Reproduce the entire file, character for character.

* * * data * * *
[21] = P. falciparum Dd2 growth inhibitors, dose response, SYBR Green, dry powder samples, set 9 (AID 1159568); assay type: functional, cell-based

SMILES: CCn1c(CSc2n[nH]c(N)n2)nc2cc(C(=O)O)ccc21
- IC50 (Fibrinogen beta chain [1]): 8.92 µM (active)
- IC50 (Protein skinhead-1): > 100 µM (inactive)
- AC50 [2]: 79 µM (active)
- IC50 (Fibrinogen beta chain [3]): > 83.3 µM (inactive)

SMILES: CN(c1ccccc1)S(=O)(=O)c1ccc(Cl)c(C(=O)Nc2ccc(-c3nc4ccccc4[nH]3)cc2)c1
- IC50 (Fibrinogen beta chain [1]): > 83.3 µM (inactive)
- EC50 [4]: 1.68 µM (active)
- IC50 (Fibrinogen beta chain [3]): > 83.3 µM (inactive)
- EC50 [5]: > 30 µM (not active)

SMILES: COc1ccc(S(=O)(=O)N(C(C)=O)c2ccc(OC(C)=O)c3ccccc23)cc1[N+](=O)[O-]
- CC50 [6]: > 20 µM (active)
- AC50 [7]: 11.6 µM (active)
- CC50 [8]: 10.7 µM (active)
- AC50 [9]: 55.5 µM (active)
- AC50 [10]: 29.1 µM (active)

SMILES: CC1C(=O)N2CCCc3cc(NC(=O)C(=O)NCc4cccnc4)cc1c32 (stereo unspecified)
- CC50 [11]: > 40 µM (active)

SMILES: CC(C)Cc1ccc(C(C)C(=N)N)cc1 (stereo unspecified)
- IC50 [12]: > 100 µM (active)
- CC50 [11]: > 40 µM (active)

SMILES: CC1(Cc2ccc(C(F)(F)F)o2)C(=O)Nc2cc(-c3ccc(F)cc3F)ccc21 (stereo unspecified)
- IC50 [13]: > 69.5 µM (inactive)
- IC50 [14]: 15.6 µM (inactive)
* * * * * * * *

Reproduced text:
[21] = P. falciparum Dd2 growth inhibitors, dose response, SYBR Green, dry powder samples, set 9 (AID 1159568); assay type: functional, cell-based

SMILES: CCn1c(CSc2n[nH]c(N)n2)nc2cc(C(=O)O)ccc21
- IC50 (Fibrinogen beta chain [1]): 8.92 µM (active)
- IC50 (Protein skinhead-1): > 100 µM (inactive)
- AC50 [2]: 79 µM (active)
- IC50 (Fibrinogen beta chain [3]): > 83.3 µM (inactive)

SMILES: CN(c1ccccc1)S(=O)(=O)c1ccc(Cl)c(C(=O)Nc2ccc(-c3nc4ccccc4[nH]3)cc2)c1
- IC50 (Fibrinogen beta chain [1]): > 83.3 µM (inactive)
- EC50 [4]: 1.68 µM (active)
- IC50 (Fibrinogen beta chain [3]): > 83.3 µM (inactive)
- EC50 [5]: > 30 µM (not active)

SMILES: COc1ccc(S(=O)(=O)N(C(C)=O)c2ccc(OC(C)=O)c3ccccc23)cc1[N+](=O)[O-]
- CC50 [6]: > 20 µM (active)
- AC50 [7]: 11.6 µM (active)
- CC50 [8]: 10.7 µM (active)
- AC50 [9]: 55.5 µM (active)
- AC50 [10]: 29.1 µM (active)

SMILES: CC1C(=O)N2CCCc3cc(NC(=O)C(=O)NCc4cccnc4)cc1c32 (stereo unspecified)
- CC50 [11]: > 40 µM (active)

SMILES: CC(C)Cc1ccc(C(C)C(=N)N)cc1 (stereo unspecified)
- IC50 [12]: > 100 µM (active)
- CC50 [11]: > 40 µM (active)

SMILES: CC1(Cc2ccc(C(F)(F)F)o2)C(=O)Nc2cc(-c3ccc(F)cc3F)ccc21 (stereo unspecified)
- IC50 [13]: > 69.5 µM (inactive)
- IC50 [14]: 15.6 µM (inactive)